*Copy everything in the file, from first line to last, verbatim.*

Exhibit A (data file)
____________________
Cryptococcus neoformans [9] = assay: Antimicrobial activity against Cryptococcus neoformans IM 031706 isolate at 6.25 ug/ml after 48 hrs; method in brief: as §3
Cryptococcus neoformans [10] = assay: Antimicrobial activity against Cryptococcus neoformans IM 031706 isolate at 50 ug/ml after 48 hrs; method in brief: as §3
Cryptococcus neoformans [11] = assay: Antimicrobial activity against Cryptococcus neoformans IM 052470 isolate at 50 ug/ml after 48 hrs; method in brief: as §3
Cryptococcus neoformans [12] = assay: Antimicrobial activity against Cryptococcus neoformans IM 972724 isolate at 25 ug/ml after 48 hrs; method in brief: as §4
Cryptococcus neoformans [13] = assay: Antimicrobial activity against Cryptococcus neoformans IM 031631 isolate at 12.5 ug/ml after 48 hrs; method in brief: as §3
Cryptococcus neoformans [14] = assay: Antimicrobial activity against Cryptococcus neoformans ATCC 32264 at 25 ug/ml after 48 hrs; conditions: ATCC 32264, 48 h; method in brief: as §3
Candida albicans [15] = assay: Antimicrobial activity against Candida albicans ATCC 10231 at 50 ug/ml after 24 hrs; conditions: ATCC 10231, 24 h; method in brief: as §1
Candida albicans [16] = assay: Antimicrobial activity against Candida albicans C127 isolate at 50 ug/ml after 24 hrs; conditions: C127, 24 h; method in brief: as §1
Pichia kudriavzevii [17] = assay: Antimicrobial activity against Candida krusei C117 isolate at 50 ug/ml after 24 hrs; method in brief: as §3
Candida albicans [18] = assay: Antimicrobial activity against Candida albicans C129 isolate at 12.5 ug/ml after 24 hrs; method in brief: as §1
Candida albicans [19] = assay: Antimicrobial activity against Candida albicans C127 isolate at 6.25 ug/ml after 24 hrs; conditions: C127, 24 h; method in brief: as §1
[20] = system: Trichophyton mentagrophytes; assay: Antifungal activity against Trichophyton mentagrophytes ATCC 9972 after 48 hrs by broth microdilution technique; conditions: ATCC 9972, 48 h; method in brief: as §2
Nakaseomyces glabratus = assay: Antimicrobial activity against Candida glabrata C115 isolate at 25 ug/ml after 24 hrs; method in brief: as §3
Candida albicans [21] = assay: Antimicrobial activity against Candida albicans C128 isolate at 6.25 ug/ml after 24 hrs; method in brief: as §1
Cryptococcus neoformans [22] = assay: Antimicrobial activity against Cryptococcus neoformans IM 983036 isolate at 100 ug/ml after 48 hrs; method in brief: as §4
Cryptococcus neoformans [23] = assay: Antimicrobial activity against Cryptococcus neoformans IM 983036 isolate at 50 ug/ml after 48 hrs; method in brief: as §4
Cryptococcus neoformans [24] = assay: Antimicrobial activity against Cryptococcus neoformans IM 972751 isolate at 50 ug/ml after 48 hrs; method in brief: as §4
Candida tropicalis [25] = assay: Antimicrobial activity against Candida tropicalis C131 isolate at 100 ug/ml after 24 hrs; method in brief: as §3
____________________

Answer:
Cryptococcus neoformans [9] = assay: Antimicrobial activity against Cryptococcus neoformans IM 031706 isolate at 6.25 ug/ml after 48 hrs; method in brief: as §3
Cryptococcus neoformans [10] = assay: Antimicrobial activity against Cryptococcus neoformans IM 031706 isolate at 50 ug/ml after 48 hrs; method in brief: as §3
Cryptococcus neoformans [11] = assay: Antimicrobial activity against Cryptococcus neoformans IM 052470 isolate at 50 ug/ml after 48 hrs; method in brief: as §3
Cryptococcus neoformans [12] = assay: Antimicrobial activity against Cryptococcus neoformans IM 972724 isolate at 25 ug/ml after 48 hrs; method in brief: as §4
Cryptococcus neoformans [13] = assay: Antimicrobial activity against Cryptococcus neoformans IM 031631 isolate at 12.5 ug/ml after 48 hrs; method in brief: as §3
Cryptococcus neoformans [14] = assay: Antimicrobial activity against Cryptococcus neoformans ATCC 32264 at 25 ug/ml after 48 hrs; conditions: ATCC 32264, 48 h; method in brief: as §3
Candida albicans [15] = assay: Antimicrobial activity against Candida albicans ATCC 10231 at 50 ug/ml after 24 hrs; conditions: ATCC 10231, 24 h; method in brief: as §1
Candida albicans [16] = assay: Antimicrobial activity against Candida albicans C127 isolate at 50 ug/ml after 24 hrs; conditions: C127, 24 h; method in brief: as §1
Pichia kudriavzevii [17] = assay: Antimicrobial activity against Candida krusei C117 isolate at 50 ug/ml after 24 hrs; method in brief: as §3
Candida albicans [18] = assay: Antimicrobial activity against Candida albicans C129 isolate at 12.5 ug/ml after 24 hrs; method in brief: as §1
Candida albicans [19] = assay: Antimicrobial activity against Candida albicans C127 isolate at 6.25 ug/ml after 24 hrs; conditions: C127, 24 h; method in brief: as §1
[20] = system: Trichophyton mentagrophytes; assay: Antifungal activity against Trichophyton mentagrophytes ATCC 9972 after 48 hrs by broth microdilution technique; conditions: ATCC 9972, 48 h; method in brief: as §2
Nakaseomyces glabratus = assay: Antimicrobial activity against Candida glabrata C115 isolate at 25 ug/ml after 24 hrs; method in brief: as §3
Candida albicans [21] = assay: Antimicrobial activity against Candida albicans C128 isolate at 6.25 ug/ml after 24 hrs; method in brief: as §1
Cryptococcus neoformans [22] = assay: Antimicrobial activity against Cryptococcus neoformans IM 983036 isolate at 100 ug/ml after 48 hrs; method in brief: as §4
Cryptococcus neoformans [23] = assay: Antimicrobial activity against Cryptococcus neoformans IM 983036 isolate at 50 ug/ml after 48 hrs; method in brief: as §4
Cryptococcus neoformans [24] = assay: Antimicrobial activity against Cryptococcus neoformans IM 972751 isolate at 50 ug/ml after 48 hrs; method in brief: as §4
Candida tropicalis [25] = assay: Antimicrobial activity against Candida tropicalis C131 isolate at 100 ug/ml after 24 hrs; method in brief: as §3